Some of the division's oldest diplomatic materials reflect not only the colonists' relationship with Great Britain, Spain, and France, but also their dealings with the original inhabitants of the continent. The records of the Virginia Company of London, for example, document some of the first contacts between European settlers and the Indians of North America. Early Indian treaties may be found in the Levi Woodbury Papers, while military and diplomatic interaction between later generations of settlers and Native Americans may be researched in the papers of Andrew Jackson, James McHenry, Timothy Pickering, and the Return Jonathan Meigs family. Other holdings, like the Indian Language Collection and the papers of ethnologist Henry Rowe Schoolcraft, reflect more subtle and intellectual efforts of both civilizations to understand one another.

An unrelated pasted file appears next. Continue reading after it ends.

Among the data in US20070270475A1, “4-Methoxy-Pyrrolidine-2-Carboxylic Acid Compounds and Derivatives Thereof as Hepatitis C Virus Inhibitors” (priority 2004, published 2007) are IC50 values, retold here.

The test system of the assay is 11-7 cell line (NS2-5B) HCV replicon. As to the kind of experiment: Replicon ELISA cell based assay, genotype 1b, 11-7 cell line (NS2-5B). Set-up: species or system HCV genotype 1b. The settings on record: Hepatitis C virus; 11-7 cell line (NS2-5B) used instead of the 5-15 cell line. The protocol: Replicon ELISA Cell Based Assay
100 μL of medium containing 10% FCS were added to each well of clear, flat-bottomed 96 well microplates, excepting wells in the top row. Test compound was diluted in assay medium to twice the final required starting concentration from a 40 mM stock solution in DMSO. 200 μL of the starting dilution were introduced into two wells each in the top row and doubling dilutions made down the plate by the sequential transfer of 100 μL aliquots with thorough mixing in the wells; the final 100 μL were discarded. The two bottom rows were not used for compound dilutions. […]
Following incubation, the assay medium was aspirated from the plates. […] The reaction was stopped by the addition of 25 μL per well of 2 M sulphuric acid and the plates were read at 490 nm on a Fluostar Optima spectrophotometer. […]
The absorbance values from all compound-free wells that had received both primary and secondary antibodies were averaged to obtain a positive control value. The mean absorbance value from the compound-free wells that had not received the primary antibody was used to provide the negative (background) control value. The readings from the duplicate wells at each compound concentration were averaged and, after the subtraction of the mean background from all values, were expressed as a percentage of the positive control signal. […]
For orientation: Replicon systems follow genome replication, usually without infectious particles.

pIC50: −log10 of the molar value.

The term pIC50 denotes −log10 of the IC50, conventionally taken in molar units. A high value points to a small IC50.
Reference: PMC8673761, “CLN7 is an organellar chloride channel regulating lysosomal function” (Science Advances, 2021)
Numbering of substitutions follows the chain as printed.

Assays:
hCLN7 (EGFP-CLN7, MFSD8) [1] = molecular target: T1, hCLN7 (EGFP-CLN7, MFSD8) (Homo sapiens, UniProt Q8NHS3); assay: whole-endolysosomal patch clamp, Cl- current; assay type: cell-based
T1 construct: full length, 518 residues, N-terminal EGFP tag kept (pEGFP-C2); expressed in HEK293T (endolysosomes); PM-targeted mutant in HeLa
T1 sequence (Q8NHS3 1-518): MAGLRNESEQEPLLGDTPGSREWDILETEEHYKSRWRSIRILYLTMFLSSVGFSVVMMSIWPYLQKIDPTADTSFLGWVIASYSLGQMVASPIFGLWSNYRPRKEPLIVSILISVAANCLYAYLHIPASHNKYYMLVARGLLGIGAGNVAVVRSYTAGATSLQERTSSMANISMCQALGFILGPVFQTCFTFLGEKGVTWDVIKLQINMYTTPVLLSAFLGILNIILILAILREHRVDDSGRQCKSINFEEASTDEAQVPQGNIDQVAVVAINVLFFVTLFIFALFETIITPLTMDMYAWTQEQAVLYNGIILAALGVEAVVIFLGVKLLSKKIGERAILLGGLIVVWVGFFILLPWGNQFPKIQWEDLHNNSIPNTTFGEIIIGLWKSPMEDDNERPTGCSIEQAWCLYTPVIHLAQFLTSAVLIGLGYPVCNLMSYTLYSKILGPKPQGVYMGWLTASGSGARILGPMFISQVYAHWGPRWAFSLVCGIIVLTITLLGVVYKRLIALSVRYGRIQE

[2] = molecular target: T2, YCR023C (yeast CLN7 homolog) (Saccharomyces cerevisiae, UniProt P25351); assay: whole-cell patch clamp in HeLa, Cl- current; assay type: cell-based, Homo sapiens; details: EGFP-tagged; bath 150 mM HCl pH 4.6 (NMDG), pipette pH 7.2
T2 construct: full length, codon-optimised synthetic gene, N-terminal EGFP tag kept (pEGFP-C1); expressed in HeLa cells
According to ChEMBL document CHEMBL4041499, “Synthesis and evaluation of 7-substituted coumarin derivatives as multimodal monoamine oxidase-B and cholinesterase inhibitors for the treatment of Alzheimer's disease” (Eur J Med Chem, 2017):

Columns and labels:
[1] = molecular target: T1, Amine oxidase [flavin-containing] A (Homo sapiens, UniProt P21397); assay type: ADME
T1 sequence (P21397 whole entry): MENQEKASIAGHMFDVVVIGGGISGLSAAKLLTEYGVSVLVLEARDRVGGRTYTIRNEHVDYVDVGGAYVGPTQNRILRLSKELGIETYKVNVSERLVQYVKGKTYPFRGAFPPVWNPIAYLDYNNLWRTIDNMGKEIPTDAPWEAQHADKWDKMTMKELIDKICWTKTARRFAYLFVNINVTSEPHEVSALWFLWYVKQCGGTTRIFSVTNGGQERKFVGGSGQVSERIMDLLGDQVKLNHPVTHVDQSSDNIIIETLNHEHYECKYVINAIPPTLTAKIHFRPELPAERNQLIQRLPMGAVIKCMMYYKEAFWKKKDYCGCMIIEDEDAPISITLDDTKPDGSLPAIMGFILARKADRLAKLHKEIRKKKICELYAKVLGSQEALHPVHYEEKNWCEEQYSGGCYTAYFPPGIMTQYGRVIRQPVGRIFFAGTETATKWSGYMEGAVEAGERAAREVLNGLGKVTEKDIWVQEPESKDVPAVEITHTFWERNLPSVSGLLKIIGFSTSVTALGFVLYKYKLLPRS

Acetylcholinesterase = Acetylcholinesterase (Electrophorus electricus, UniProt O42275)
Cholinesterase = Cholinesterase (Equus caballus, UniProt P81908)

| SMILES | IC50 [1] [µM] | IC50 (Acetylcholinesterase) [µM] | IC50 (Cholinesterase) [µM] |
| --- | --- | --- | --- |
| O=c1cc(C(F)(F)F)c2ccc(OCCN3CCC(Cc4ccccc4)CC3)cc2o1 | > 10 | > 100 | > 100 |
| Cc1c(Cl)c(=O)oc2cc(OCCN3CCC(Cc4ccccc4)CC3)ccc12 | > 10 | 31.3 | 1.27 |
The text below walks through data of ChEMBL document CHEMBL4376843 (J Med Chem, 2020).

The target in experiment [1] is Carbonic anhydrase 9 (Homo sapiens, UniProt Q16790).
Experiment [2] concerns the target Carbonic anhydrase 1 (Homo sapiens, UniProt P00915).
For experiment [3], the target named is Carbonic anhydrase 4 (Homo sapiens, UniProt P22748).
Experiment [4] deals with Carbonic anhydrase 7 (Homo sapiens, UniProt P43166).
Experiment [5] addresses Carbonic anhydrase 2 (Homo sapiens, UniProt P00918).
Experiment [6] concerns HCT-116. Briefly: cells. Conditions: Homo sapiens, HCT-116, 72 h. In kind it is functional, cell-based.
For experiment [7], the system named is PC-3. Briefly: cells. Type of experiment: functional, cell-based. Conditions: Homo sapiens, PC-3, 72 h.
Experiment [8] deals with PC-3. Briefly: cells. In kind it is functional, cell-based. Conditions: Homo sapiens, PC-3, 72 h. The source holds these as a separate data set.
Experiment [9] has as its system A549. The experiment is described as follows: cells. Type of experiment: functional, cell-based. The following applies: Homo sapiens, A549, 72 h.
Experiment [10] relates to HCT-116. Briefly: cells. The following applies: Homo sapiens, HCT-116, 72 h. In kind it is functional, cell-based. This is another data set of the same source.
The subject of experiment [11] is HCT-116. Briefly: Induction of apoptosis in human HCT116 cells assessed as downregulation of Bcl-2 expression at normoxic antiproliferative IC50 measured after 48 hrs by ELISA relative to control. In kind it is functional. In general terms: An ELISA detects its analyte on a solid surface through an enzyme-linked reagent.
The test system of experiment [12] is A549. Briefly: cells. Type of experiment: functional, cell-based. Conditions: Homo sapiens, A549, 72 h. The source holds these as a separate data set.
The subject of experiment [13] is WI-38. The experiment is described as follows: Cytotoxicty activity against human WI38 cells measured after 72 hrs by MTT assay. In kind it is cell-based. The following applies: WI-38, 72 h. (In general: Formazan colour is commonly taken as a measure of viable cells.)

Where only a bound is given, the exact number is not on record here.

American diplomatic affairs during the Revolution, the War of 1812, and the first third of the eighteenth century are reflected in the papers of presidents George Washington, Thomas Jefferson, James Madison, James Monroe, Andrew Jackson, Martin Van Buren, William Henry Harrison, and John Tyler as well as in the papers of various members of Congress and the cabinet, including Timothy Pickering, Roger Sherman, Oliver Ellsworth, James McHenry, Caleb Cushing, Henry Clay, and Daniel Webster. The mid- to late eighteenth century also witnessed important events in American foreign affairs and diplomacy, including the Mexican-American War (1846-48), American Civil War (1861-65), and Spanish-American War (1898). Some of the more notable collections documenting these events and others include the papers of James K. Polk, John C. Calhoun, Abraham Lincoln, William McKinley, John Sherman, Theodore Roosevelt, and Elihu Root.